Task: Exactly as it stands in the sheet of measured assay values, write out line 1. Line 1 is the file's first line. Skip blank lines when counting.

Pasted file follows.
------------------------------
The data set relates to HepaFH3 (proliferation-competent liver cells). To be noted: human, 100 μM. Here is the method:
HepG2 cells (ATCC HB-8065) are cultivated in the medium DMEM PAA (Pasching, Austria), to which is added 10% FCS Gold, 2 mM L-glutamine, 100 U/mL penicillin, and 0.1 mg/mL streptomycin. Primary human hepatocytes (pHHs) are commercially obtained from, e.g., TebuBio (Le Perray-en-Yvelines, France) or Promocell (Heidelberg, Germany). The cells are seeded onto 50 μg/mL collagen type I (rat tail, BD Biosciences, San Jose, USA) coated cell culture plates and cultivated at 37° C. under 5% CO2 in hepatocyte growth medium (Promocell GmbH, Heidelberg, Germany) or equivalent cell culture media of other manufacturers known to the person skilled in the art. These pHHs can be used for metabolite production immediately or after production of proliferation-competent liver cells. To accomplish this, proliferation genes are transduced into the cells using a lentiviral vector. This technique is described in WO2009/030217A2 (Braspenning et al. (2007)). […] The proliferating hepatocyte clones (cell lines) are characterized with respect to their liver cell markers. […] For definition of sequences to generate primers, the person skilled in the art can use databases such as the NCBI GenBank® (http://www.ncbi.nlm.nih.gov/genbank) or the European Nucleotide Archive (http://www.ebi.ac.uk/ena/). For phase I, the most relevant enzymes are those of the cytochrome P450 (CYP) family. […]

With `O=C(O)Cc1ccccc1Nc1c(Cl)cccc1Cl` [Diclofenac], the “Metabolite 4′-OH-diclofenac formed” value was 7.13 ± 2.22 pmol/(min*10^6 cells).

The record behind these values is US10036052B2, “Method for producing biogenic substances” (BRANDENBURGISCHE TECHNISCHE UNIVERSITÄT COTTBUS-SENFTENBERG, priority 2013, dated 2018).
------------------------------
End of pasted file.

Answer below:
The data set relates to HepaFH3 (proliferation-competent liver cells). To be noted: human, 100 μM. Here is the method: